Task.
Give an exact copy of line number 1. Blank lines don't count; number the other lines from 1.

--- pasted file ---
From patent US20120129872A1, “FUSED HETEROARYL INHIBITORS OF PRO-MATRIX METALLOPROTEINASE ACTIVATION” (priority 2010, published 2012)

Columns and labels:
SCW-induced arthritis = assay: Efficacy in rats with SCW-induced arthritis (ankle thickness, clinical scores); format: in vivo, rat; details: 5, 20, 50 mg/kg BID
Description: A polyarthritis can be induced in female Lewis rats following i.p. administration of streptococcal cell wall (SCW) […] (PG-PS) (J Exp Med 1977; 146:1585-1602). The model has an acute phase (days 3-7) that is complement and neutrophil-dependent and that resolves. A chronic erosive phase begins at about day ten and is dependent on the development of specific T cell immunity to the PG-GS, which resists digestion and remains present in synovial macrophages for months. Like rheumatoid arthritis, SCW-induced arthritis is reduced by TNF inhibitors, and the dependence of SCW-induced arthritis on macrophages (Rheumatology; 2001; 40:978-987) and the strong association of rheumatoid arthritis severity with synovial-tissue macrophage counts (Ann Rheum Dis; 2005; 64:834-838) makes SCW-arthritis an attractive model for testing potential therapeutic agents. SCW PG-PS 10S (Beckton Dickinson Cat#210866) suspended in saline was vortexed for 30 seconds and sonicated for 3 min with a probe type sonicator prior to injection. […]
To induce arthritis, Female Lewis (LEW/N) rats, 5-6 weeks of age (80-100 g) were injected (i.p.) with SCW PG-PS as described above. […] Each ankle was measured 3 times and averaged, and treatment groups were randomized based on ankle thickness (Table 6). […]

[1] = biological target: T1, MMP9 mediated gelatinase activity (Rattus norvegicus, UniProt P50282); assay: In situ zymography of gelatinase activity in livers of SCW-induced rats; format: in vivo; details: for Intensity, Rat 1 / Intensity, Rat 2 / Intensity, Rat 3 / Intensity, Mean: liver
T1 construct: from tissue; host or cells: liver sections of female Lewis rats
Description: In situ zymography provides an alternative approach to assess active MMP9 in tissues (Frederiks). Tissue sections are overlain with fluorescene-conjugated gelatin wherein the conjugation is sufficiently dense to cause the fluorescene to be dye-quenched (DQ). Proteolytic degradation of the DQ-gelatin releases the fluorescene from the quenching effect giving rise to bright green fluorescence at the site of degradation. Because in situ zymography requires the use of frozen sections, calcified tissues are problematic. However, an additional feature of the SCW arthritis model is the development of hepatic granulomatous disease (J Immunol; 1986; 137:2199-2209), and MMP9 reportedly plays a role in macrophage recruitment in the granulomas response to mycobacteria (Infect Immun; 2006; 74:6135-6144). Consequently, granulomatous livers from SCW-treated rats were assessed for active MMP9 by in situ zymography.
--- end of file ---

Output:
From patent US20120129872A1, “FUSED HETEROARYL INHIBITORS OF PRO-MATRIX METALLOPROTEINASE ACTIVATION” (priority 2010, published 2012)